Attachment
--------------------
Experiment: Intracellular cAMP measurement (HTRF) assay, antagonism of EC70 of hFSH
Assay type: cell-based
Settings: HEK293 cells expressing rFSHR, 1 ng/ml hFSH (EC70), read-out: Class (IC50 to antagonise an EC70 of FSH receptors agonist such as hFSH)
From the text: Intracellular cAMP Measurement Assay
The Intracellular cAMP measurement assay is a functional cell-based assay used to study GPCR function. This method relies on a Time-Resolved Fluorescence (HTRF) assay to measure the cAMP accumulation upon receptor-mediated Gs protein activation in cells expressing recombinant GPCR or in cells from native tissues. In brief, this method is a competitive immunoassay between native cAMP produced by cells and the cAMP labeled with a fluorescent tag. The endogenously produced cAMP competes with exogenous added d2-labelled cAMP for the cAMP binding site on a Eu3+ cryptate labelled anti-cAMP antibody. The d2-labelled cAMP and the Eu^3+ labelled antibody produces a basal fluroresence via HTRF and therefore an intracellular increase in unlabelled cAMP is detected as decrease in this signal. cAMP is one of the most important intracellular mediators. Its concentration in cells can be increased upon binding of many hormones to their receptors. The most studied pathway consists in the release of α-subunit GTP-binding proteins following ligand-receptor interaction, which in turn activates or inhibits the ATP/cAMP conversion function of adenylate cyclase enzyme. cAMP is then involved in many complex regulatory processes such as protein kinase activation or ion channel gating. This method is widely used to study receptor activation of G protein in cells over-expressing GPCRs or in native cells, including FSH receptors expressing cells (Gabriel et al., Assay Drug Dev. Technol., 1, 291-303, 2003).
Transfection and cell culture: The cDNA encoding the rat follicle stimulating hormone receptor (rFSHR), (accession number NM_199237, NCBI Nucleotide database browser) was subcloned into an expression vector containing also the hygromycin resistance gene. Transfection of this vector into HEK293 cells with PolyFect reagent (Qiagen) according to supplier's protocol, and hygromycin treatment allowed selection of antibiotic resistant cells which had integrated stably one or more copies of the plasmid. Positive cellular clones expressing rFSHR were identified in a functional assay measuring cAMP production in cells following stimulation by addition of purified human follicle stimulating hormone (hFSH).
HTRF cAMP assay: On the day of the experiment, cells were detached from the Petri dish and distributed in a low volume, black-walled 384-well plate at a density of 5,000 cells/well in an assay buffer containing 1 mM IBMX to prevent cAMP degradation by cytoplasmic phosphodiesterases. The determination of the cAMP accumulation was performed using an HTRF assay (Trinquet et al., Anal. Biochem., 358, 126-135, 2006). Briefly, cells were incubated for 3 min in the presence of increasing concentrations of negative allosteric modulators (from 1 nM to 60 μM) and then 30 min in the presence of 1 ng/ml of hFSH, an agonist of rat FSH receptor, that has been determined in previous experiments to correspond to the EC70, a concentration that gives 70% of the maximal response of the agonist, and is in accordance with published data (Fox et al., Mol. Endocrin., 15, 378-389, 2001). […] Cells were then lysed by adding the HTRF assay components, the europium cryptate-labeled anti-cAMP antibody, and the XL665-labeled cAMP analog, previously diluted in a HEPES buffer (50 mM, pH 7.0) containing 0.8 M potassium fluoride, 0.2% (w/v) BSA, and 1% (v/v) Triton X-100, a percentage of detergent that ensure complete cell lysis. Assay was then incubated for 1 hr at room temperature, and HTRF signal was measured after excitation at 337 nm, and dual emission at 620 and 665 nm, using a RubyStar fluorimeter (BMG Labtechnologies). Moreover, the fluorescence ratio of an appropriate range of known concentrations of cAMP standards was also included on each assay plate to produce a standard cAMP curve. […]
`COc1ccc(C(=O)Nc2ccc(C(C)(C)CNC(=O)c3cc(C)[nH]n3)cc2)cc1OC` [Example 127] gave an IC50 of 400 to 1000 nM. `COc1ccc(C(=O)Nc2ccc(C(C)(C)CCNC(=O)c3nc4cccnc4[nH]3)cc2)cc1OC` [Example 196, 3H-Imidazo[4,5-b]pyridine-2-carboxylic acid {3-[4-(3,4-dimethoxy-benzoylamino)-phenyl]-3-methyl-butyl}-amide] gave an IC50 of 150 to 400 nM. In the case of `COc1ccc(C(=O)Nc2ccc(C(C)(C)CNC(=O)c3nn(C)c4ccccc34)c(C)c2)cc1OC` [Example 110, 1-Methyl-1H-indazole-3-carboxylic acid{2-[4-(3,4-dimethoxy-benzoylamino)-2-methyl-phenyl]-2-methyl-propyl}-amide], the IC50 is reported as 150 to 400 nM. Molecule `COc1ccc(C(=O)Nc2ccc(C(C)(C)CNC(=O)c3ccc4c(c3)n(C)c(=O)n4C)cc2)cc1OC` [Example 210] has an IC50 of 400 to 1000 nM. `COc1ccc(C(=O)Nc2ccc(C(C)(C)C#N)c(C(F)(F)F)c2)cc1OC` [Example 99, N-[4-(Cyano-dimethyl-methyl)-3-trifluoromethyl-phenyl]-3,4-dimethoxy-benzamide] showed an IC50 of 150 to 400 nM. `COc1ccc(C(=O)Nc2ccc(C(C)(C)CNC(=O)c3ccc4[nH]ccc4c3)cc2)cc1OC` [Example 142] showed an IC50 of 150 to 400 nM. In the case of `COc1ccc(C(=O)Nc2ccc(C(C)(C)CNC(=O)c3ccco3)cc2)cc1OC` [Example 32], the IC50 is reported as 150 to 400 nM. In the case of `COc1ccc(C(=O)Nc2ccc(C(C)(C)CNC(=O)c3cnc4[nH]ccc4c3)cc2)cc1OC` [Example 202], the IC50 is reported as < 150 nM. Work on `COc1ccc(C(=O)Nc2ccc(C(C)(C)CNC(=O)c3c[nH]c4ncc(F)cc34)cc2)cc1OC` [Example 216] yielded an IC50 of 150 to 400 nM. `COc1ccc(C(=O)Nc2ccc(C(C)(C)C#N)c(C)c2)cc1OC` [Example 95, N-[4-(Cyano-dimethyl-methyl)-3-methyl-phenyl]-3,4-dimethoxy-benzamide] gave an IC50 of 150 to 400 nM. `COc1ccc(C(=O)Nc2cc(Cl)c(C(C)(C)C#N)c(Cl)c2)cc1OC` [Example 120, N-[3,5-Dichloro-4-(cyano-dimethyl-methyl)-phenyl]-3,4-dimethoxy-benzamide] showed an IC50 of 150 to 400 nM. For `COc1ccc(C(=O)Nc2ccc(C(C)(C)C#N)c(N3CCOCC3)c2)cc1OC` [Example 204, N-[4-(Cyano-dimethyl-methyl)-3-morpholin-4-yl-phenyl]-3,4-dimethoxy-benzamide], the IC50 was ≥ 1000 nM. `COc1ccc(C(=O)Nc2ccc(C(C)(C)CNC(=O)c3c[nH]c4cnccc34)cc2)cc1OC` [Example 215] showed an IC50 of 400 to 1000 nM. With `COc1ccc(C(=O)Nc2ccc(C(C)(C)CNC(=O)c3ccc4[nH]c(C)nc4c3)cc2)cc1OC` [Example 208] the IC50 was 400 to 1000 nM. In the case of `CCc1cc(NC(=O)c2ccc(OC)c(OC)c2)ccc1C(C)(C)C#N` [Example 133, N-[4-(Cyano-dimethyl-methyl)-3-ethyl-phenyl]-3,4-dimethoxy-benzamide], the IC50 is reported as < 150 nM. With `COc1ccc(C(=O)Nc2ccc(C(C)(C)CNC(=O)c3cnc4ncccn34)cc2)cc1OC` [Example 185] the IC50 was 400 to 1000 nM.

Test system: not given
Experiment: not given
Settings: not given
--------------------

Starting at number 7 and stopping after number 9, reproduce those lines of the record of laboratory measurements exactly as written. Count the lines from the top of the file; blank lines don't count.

HTRF cAMP assay: On the day of the experiment, cells were detached from the Petri dish and distributed in a low volume, black-walled 384-well plate at a density of 5,000 cells/well in an assay buffer containing 1 mM IBMX to prevent cAMP degradation by cytoplasmic phosphodiesterases. The determination of the cAMP accumulation was performed using an HTRF assay (Trinquet et al., Anal. Biochem., 358, 126-135, 2006). Briefly, cells were incubated for 3 min in the presence of increasing concentrations of negative allosteric modulators (from 1 nM to 60 μM) and then 30 min in the presence of 1 ng/ml of hFSH, an agonist of rat FSH receptor, that has been determined in previous experiments to correspond to the EC70, a concentration that gives 70% of the maximal response of the agonist, and is in accordance with published data (Fox et al., Mol. Endocrin., 15, 378-389, 2001). […] Cells were then lysed by adding the HTRF assay components, the europium cryptate-labeled anti-cAMP antibody, and the XL665-labeled cAMP analog, previously diluted in a HEPES buffer (50 mM, pH 7.0) containing 0.8 M potassium fluoride, 0.2% (w/v) BSA, and 1% (v/v) Triton X-100, a percentage of detergent that ensure complete cell lysis. Assay was then incubated for 1 hr at room temperature, and HTRF signal was measured after excitation at 337 nm, and dual emission at 620 and 665 nm, using a RubyStar fluorimeter (BMG Labtechnologies). Moreover, the fluorescence ratio of an appropriate range of known concentrations of cAMP standards was also included on each assay plate to produce a standard cAMP curve. […]
`COc1ccc(C(=O)Nc2ccc(C(C)(C)CNC(=O)c3cc(C)[nH]n3)cc2)cc1OC` [Example 127] gave an IC50 of 400 to 1000 nM. `COc1ccc(C(=O)Nc2ccc(C(C)(C)CCNC(=O)c3nc4cccnc4[nH]3)cc2)cc1OC` [Example 196, 3H-Imidazo[4,5-b]pyridine-2-carboxylic acid {3-[4-(3,4-dimethoxy-benzoylamino)-phenyl]-3-methyl-butyl}-amide] gave an IC50 of 150 to 400 nM. In the case of `COc1ccc(C(=O)Nc2ccc(C(C)(C)CNC(=O)c3nn(C)c4ccccc34)c(C)c2)cc1OC` [Example 110, 1-Methyl-1H-indazole-3-carboxylic acid{2-[4-(3,4-dimethoxy-benzoylamino)-2-methyl-phenyl]-2-methyl-propyl}-amide], the IC50 is reported as 150 to 400 nM. Molecule `COc1ccc(C(=O)Nc2ccc(C(C)(C)CNC(=O)c3ccc4c(c3)n(C)c(=O)n4C)cc2)cc1OC` [Example 210] has an IC50 of 400 to 1000 nM. `COc1ccc(C(=O)Nc2ccc(C(C)(C)C#N)c(C(F)(F)F)c2)cc1OC` [Example 99, N-[4-(Cyano-dimethyl-methyl)-3-trifluoromethyl-phenyl]-3,4-dimethoxy-benzamide] showed an IC50 of 150 to 400 nM. `COc1ccc(C(=O)Nc2ccc(C(C)(C)CNC(=O)c3ccc4[nH]ccc4c3)cc2)cc1OC` [Example 142] showed an IC50 of 150 to 400 nM. In the case of `COc1ccc(C(=O)Nc2ccc(C(C)(C)CNC(=O)c3ccco3)cc2)cc1OC` [Example 32], the IC50 is reported as 150 to 400 nM. In the case of `COc1ccc(C(=O)Nc2ccc(C(C)(C)CNC(=O)c3cnc4[nH]ccc4c3)cc2)cc1OC` [Example 202], the IC50 is reported as < 150 nM. Work on `COc1ccc(C(=O)Nc2ccc(C(C)(C)CNC(=O)c3c[nH]c4ncc(F)cc34)cc2)cc1OC` [Example 216] yielded an IC50 of 150 to 400 nM. `COc1ccc(C(=O)Nc2ccc(C(C)(C)C#N)c(C)c2)cc1OC` [Example 95, N-[4-(Cyano-dimethyl-methyl)-3-methyl-phenyl]-3,4-dimethoxy-benzamide] gave an IC50 of 150 to 400 nM. `COc1ccc(C(=O)Nc2cc(Cl)c(C(C)(C)C#N)c(Cl)c2)cc1OC` [Example 120, N-[3,5-Dichloro-4-(cyano-dimethyl-methyl)-phenyl]-3,4-dimethoxy-benzamide] showed an IC50 of 150 to 400 nM. For `COc1ccc(C(=O)Nc2ccc(C(C)(C)C#N)c(N3CCOCC3)c2)cc1OC` [Example 204, N-[4-(Cyano-dimethyl-methyl)-3-morpholin-4-yl-phenyl]-3,4-dimethoxy-benzamide], the IC50 was ≥ 1000 nM. `COc1ccc(C(=O)Nc2ccc(C(C)(C)CNC(=O)c3c[nH]c4cnccc34)cc2)cc1OC` [Example 215] showed an IC50 of 400 to 1000 nM. With `COc1ccc(C(=O)Nc2ccc(C(C)(C)CNC(=O)c3ccc4[nH]c(C)nc4c3)cc2)cc1OC` [Example 208] the IC50 was 400 to 1000 nM. In the case of `CCc1cc(NC(=O)c2ccc(OC)c(OC)c2)ccc1C(C)(C)C#N` [Example 133, N-[4-(Cyano-dimethyl-methyl)-3-ethyl-phenyl]-3,4-dimethoxy-benzamide], the IC50 is reported as < 150 nM. With `COc1ccc(C(=O)Nc2ccc(C(C)(C)CNC(=O)c3cnc4ncccn34)cc2)cc1OC` [Example 185] the IC50 was 400 to 1000 nM.

Test system: not given